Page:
I was in Abu Dhabi for a couple weeks at the end of March, working this event I have worked since the early 2000's, and catching up with old friends. previous years, I worked for the orginisation or directly for the teams competing. It was pretty high stress, low sleep, no time to eat or think or do anything other than react to whatever the next disaster might be, and attempt to head it off, or minimise the disruption to the event.

When I say we worked hard, and spent days and nights preventing small disasters from becoming big ones, I am really not kidding. Each year, I would lose 5-10 kilos in 12 days from lack of food, stress, physical exertion, lack of sleep, and probably drinking too much gin. In the first few years I worked the event, it was headquartered somewhere rather remote, requiring that a temporary city for 1,500 people be built in the middle of fucking nowhere. generators, portacabins with toilets and showers, hundreds of tents, fire, ambulance, helicopter cover, search and rescue team, remote medical clinic, remote fueling sites, catering, communication via satellite phone, gsm, radios, and water trucked in by tanker truck from the nearest city, 80 kms away. It was AMAZING.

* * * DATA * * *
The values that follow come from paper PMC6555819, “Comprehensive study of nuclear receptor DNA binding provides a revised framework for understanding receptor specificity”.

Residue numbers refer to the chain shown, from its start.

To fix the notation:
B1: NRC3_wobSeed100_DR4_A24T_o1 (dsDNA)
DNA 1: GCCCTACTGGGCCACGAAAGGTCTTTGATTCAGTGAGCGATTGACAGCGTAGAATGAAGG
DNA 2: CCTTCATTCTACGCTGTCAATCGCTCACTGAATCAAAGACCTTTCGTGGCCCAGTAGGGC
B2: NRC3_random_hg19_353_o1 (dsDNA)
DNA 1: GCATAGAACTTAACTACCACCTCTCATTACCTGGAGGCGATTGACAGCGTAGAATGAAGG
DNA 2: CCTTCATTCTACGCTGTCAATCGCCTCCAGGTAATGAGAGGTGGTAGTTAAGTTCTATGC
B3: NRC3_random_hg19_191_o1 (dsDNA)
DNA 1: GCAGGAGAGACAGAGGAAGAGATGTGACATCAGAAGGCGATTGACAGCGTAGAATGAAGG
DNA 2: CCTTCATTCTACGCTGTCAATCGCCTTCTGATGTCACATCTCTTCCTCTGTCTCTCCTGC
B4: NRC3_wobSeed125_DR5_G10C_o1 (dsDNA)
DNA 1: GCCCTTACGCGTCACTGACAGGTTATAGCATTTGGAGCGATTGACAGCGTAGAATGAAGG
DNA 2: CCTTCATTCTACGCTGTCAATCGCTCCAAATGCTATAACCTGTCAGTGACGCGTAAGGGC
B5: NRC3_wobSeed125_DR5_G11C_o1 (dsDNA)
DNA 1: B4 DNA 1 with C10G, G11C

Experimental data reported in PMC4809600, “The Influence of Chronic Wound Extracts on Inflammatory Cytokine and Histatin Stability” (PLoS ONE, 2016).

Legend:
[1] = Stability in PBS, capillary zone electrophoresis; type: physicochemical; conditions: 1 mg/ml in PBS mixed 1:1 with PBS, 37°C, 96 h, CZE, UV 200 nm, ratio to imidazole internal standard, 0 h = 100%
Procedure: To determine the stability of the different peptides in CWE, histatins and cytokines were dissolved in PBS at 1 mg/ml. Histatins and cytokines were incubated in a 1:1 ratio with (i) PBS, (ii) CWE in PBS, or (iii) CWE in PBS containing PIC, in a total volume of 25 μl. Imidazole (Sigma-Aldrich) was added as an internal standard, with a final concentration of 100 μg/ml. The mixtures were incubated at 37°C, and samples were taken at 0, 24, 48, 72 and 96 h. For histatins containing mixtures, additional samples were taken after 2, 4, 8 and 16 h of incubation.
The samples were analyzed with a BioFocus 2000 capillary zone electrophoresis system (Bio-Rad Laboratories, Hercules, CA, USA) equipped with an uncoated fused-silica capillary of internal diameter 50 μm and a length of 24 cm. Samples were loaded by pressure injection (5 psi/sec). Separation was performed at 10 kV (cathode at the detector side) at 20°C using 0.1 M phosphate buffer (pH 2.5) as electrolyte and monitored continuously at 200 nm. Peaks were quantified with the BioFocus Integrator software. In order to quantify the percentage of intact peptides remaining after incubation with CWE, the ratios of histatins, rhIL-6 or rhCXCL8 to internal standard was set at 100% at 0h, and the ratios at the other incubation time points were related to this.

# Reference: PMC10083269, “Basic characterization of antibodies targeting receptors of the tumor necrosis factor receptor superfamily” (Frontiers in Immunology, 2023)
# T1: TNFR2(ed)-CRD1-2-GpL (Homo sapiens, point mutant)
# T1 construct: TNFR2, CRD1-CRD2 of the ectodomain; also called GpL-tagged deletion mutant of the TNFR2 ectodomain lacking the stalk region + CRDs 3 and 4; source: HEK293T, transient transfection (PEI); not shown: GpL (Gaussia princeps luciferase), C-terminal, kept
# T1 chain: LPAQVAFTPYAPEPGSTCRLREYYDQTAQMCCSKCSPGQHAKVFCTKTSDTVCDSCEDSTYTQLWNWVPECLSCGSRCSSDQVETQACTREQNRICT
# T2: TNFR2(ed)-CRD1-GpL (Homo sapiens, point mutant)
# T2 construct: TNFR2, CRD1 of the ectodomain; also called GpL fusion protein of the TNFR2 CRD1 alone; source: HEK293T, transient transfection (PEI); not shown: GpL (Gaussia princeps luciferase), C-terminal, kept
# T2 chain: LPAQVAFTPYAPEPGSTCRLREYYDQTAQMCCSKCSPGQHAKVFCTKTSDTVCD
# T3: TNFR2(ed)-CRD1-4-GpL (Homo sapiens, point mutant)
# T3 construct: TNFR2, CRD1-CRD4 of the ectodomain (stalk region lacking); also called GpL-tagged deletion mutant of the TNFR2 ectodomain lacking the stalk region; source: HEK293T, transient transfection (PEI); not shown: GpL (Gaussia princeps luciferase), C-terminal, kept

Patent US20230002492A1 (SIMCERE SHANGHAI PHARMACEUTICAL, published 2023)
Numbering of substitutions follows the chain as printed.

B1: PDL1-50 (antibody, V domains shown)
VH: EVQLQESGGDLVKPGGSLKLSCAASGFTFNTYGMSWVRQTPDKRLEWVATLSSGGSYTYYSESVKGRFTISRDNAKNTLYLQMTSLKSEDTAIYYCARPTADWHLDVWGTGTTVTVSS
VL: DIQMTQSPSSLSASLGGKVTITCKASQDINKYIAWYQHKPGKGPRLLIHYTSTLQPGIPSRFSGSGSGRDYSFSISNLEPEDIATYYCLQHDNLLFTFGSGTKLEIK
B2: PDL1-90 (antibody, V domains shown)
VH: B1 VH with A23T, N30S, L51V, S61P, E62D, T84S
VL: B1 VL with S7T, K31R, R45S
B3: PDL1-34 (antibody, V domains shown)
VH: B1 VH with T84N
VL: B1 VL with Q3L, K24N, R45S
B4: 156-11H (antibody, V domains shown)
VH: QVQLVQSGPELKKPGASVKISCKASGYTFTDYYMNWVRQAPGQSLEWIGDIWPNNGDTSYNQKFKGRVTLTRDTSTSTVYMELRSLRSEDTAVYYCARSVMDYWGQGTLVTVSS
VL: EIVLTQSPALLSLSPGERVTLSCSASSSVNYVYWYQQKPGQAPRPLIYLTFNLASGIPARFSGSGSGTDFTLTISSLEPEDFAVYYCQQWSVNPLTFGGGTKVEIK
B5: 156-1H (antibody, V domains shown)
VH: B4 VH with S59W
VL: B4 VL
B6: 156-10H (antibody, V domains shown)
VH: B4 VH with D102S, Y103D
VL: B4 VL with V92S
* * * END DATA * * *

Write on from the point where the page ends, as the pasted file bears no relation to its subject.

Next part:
A particularly tough first day of the race would see us getting up at 03:00, setting up the ceremonial start somewhere flashy, starting off 50 cars and a hundred or so bikes, packing up the start, dividing the essential paperwork and supplies we needed to run the event into two different cars, because if I die in a ball of flames and crushed metal, and my share of the paperwork gets burned up, the event can still run. Mad dash from the ceremonial start 200 kms into the desert to check on the real start, find lunches for the civil defence guys who are refusing to work without 5* catering, putting out an actual bike on fire, and then another 200k or so into the desert to the site of the event. set up comms, sort out a hundred thousand problems (no power, no diesel, tanker trucks are lost, sandstorm, so the helicopters can't fly, etc..) set up the office and administration in a portacabin. get organised for the nightly meeting. As the bikes and cars begin to trickle in after a day on the sand, track down lost time cards, resolve minor competitor violations, realise we are out of water for the second time that day and task someone to go find a water bowser before the toilets overflow with shit. run 60 kms into the nearest town to get the route amendments that the advance team faxed over to the local hotel. have someone translate them from french and make a ton of photocopies. prepare to hand out road books and amendments and get everything ready for the driver's briefing 19:00. help with the driver's briefing. find the lost survival rations and hand those out. attend a three-hour meeting covering the first day of the race, type and print minutes from the meeting, and file them into 12 identical folders. be interrupted every three minutes by someone with a question, or an urgent need. it is now 22:30 and you have missed dinner. have a beer. track down 13 different teams to find out if they retired or will start tomorrow. Have another beer. Fuel tanker is lost, grab a beer and drive out to meet them and have them follow you back in. Fuel tanker forgot their generator, find a generator, and borrow a mechanic from one of the teams competing to get the malfunctioning pump up and working. it's midnight. sit down and have a few beers with your favorite people in the world, and trade stories of the day. 02:00 am, and you are in bed, and someone is shining a flashlight on you saying the bathrooms have no water, and it's a literal shit-storm in there now. throw your clothes on, realise the bathroom situation DEFINITELY cannot wait, check the water tanks. they are empty. grab someone who speaks whatever it is the water tanker drivers speak, grab a beer, and head 60 kms to go find a dozen more water tankers at 02:30 am. beg. borrow, cajole, and steal all the water you can find. drive back in convoy. 04:30 am, and the water tanks are full again. go through the bathrooms flushing toilets where you can and shutting off all the taps that were left on when the water ran out. leave a note for the guy in charge of that so he knows to get the cleaners in there asap when they get trucked in tomorrow, and to order more water for tomorrow. 05:00 am, back in bed. 06:00, alarm. off to the start to start the bikes and cars for another day in the desert. do roughly the same thing for the next 5 days, and you get the idea. exhausting, but fun, and working in the company of (mostly) amazing people.